General Cat Care

by catfood

So you’re bringing home a cat? You are extremely lucky! You will undoubtedly have many happy years together. Many new cat owners have questions about how to keep their cats happy and comfortable. Here are some pointers on how to care for your new feline companion.

What Supplies Do I Need For My Cat?

Of course, each cat has different preferences for toys, bedding, perches, litter boxes, and other items, but the ASPCA suggests starting with the essentials:

  • High-quality cat food
  • a food dish
  • a glass of water
  • Toys with interactivity
  • Brush and comb your hair
  • Cat ID tag safety collar
  • Is it a scratching pad or a scratching post?
  • Bins for litter
  • Litter
  • Transporter for cats
  • On the cat bed or box, place a warm blanket or towel.

You’ll quickly figure out what your cat likes and dislikes, and you’ll be able to adjust accordingly.


What Should I Feed My Cat?

There are so many different types of food to choose from – canned, dry, shredded, pate, grain free, and more – that a new cat parent may feel overwhelmed. Visit’s cat nutrition section for more information on food and nutrition. Meanwhile, the ASPCA has some general recommendations:

Adult cats should be fed one large or two smaller meals per day of high-quality food.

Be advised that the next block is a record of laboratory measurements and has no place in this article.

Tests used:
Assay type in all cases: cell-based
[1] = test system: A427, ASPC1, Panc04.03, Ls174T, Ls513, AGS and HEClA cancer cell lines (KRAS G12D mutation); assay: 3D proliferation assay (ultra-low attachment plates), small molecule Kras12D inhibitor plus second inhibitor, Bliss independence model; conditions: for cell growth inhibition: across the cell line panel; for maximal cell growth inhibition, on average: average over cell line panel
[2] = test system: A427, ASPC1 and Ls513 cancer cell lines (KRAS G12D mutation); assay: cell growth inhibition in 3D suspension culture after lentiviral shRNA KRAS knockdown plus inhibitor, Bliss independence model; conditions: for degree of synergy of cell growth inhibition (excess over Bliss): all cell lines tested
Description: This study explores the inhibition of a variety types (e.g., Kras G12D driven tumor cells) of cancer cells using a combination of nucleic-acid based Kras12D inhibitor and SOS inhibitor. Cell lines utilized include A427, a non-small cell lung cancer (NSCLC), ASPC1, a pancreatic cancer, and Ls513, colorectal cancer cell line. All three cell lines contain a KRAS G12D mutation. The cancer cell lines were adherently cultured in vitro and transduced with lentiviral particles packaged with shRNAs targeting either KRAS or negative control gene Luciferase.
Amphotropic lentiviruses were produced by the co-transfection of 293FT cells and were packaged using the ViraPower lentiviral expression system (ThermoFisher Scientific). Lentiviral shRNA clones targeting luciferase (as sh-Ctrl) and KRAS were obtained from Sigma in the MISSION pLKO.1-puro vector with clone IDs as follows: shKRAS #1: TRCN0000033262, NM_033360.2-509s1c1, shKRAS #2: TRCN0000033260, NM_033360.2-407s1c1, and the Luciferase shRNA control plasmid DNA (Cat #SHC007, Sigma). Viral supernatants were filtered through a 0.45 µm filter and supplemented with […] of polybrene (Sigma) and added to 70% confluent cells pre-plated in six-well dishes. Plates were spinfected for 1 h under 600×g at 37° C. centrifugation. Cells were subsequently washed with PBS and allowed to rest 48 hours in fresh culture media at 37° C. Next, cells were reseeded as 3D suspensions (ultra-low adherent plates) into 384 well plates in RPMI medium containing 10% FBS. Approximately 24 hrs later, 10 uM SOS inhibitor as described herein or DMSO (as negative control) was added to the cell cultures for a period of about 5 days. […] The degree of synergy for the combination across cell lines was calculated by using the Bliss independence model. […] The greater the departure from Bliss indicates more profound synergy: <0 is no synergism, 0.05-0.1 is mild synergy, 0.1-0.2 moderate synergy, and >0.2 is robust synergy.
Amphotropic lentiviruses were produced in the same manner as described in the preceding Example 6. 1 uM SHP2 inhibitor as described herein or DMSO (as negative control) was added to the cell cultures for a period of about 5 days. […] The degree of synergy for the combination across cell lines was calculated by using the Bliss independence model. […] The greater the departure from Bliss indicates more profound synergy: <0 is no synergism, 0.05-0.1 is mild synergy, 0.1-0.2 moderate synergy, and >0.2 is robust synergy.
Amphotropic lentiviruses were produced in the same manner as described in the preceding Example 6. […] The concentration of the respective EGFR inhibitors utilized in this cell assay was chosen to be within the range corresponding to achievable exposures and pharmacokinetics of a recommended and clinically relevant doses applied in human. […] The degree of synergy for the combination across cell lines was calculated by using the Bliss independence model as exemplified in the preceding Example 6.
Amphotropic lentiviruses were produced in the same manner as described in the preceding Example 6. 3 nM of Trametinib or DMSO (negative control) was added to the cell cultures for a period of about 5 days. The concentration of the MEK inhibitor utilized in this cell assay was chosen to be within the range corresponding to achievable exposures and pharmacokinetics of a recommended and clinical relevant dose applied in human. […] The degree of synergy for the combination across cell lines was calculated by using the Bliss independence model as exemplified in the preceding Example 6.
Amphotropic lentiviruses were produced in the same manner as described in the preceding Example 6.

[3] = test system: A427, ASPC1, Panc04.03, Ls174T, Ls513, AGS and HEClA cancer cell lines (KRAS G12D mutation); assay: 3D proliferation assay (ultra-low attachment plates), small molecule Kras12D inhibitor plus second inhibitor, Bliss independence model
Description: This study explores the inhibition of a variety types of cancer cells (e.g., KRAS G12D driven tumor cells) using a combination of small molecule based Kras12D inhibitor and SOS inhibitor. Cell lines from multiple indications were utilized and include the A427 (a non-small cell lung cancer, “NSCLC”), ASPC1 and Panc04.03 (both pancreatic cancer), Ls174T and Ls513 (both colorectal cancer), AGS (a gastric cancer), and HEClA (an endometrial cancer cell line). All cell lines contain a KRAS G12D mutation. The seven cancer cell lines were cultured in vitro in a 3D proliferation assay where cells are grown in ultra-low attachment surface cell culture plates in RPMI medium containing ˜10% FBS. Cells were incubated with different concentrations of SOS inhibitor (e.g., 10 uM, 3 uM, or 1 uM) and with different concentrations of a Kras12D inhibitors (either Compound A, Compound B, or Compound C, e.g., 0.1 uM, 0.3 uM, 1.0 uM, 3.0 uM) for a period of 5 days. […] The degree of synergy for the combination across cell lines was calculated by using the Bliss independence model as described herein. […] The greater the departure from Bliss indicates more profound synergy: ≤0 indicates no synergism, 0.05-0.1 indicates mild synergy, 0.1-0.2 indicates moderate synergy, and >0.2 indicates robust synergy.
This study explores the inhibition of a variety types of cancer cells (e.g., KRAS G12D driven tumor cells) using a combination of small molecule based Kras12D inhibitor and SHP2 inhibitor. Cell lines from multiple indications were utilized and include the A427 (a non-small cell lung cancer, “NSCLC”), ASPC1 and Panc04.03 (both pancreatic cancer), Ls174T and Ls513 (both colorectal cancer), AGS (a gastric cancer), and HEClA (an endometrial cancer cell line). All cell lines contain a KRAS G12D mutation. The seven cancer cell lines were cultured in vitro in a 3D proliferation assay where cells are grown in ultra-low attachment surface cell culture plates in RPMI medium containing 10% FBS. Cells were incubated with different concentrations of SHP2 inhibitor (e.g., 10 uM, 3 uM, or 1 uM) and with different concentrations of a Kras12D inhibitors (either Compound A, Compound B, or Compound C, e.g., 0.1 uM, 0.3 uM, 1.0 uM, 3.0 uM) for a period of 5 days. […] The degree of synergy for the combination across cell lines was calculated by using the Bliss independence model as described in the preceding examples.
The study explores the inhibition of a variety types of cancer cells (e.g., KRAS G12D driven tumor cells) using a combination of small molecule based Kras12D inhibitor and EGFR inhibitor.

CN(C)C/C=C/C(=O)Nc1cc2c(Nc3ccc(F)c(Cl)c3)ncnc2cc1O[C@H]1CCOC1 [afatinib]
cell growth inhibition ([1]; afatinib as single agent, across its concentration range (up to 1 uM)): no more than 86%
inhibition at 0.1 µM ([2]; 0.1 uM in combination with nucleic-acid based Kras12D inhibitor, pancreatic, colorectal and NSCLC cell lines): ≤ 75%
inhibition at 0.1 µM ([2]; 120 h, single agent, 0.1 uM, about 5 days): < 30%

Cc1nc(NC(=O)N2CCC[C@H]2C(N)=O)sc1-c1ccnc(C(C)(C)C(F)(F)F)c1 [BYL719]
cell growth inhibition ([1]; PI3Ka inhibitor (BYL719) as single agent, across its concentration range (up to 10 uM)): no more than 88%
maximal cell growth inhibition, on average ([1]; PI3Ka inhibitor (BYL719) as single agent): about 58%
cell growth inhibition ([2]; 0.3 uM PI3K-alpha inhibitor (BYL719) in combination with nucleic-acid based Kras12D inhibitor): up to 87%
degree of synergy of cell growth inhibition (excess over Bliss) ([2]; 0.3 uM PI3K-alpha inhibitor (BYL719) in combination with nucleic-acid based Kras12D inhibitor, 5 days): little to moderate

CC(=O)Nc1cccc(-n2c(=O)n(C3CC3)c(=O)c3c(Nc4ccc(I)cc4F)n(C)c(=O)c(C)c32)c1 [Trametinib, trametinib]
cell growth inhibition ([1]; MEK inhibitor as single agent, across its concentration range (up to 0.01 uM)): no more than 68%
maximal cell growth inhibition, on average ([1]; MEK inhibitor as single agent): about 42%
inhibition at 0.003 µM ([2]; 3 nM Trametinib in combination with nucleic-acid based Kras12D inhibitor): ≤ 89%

Kittens (6-12 weeks): Feed four times per day with high-quality kitten food.

Feed high-quality kitten food three times per day to kittens (3-6 months).

You can either feed all cats and kittens specific meals, discarding any leftover canned food after 30 minutes, or free-feed dry food (keeping food out all the time).

Of course, fresh, clean water should always be available. Wash and refill water bowls on a daily basis.

Does My Cat Need a Scratching Post?

Scratching is a natural and necessary behavior for cats, according to Dr. Tony Buffington of the Ohio State University Veterinary School’s Indoor Pet Initiative. Cats scratch to shed old nail cuticles, sharpen claws, stretch, and leave scent marks, according to Dr. Buffington. “Cats prefer to scratch on coarse, shredable materials,” he says.


Do I Need to Groom My Cat?

Cats are meticulous groomers who do a great job of keeping themselves clean, but they still need to be groomed. A consistent grooming schedule, according to Adrienne Kawamura, owner of cat grooming franchise City Kitty, helps remove the dead undercoat of your cat’s fur and keeps your cat’s topcoat in good condition. “You will notice less shedding, dander, and hairball throwing up,” Kawamura says.

What’s the Best Way to Hold My Cat?

The best way to pick up your cat, according to the ASPCA’s Cat Care article, is to put one hand behind his front legs and the other hand under his behind. Flea excrement may also appear as black “flea dirt” on your cat’s comb.

Should My Cat Be Indoors or Outdoors?

“Outdoor cats face increased risk of injury and illness. Many meet untimely ends under the wheels of cars or from animal attacks,” writes Arden Moore, author of “The Cat Behavior Answer Book.” Dr. Buffington of the Indoor Cat Initiative recommends making your cat’s home environment one that allows them to express their true nature, which includes private spaces, places to hide, window perches, toys, scratching posts, and more.

Does My Cat Need a Collar And ID?